(4) I’m not confident that the Universalist Church would have been able to generate a new wave of church planting that would have revived the movement. In most state conventions at the time of merger, the newest churches were often founded between 1900 and 1920. The few 50’s era Universalist church plants were a small number of experimental lay led fellowships (the few of these scarce creatures that survived became Countryside Church in Palatine, IL and Orange Coast Church in California); and an equally small number of joint Universalist-Unitarian church plants (like Northwest Church in Southfield, MI and 1st UU in Terre Haute, IN).

    In sum I imagine that the institutional Universalist Church would still have become an increasingly smaller body of churches, with endowments concentrated in a few wealthy state conventions, and a membership trajectory that would continue to be in decline today. In many ways this would probably parallel the fate of other small, liberal denominations like the Swedenborgian Church ( http://www.swedenborg.org ). In 1920 they had about 9,000 members. Today they have between 1,500 and 2,000. Not quite extinction, but definitely an endangered species in America’s religious “ecology”. Perhaps as some have told me, a smaller and more pure Universalist denomination would have been a good thing, but I’m not confident that this is true. And despite our speculations, there is no changing history. We need to live with the present day as it has been given to us, and make the most of it, trusting that God is at work regardless of how we arrange the checker-board.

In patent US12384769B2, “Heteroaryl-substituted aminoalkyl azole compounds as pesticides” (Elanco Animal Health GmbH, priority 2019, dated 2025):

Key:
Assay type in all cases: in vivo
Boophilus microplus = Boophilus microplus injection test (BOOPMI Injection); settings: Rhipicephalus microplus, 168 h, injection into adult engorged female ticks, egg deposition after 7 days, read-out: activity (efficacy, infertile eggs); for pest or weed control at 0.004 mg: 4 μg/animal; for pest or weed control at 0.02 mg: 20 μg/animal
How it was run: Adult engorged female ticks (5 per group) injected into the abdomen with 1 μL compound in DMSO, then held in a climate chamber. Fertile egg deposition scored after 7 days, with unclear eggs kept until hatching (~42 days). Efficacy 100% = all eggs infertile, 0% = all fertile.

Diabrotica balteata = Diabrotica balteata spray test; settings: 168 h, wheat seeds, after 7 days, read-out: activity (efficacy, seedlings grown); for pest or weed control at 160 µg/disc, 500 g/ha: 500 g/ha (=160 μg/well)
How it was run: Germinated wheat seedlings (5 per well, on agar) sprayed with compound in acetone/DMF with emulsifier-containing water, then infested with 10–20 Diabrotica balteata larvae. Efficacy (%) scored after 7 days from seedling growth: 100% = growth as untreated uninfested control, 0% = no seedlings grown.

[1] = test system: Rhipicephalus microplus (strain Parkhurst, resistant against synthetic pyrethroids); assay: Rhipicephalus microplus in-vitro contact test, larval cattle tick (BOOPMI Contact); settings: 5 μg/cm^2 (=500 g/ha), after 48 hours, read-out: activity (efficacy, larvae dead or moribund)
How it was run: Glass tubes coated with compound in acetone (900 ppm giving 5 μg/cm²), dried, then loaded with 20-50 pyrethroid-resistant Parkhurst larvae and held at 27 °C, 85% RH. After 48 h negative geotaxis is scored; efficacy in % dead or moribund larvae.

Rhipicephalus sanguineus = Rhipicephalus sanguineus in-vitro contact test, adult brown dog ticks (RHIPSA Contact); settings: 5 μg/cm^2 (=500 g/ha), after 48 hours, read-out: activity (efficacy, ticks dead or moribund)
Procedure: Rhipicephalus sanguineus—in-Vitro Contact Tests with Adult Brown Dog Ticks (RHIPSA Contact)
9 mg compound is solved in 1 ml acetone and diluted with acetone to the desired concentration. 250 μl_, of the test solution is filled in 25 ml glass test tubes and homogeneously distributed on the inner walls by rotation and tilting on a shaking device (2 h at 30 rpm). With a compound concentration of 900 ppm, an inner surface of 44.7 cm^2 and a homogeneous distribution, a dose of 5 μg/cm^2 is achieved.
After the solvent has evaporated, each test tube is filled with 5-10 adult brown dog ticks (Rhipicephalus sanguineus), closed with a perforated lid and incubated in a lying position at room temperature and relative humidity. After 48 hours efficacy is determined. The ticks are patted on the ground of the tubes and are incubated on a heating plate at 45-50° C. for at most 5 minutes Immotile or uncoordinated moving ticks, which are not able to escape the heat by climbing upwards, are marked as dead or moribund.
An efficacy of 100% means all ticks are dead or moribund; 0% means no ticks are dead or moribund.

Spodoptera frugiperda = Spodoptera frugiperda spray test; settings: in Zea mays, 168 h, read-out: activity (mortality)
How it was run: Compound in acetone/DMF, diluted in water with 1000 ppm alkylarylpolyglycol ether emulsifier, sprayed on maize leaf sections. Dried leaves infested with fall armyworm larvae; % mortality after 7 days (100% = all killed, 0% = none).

3. Scoots, what say you about the changing definition of “universalism” at the turn of the century? Did that make a minor or a major contribution?

  4. I think that has more to do with Universalists trying to stay relevant and find a platform larger than one issue. In no way do I think there was as much uniformity as the histories project (as these tend to be written by insider/institutionalists).

    But the net result is doubtful and I agree with Derek’s anaylsis. Which is why I’m not as depressed about the state of Universalism as I once was.

  5. To tag on Derek, I think the diminished Universalists — had consolidation not happened — would have been mopped up informally by the UCC like the Schwenkfelders were. Perhaps not where there was some residual strength, or where the UCC was dominated by the E&R.

    Of course, I wouldn’t mind a Universalist “hidden history” but that’s all speculation.

    UCC Hidden Histories

  6. I’ve been meaning to ask:
    Anyone else read Brian McLaren’s “The Last Word, and the Word After That” which is his final book in the “Neo” trilogy, and where there is one of the most thorough discussions/dissections of universal salvation I have seen in a fairly new book by a pretty popular theological writer. Of course there is the one line that throws away the Unitarian Universalists so folks aren’t confused with Universalist Christianity (one part of me says you can’t blame him and others for doing that; other part wants to scream that we aren’t invisible). But for a discussion in his semi-fictional creative non-fictiono mode of the doctrine of hell, with exlusiveness, inclusiveness, pluralism, universalism, annihilationism, conditionalism, et al, and how it all relates to contemporary evangelism, it is a must read. And shows how under whatever name the emphasis by Universalist Christians has found interesting new bedfellows.

  7. PB: the changing defination of Universalism seems more 1940s-1950s, than turn of the century. Most of what Im reading pre-1920s seems nowhere near the newer version. True, there are seeds, but you can only see them because of the later years.

    Steven R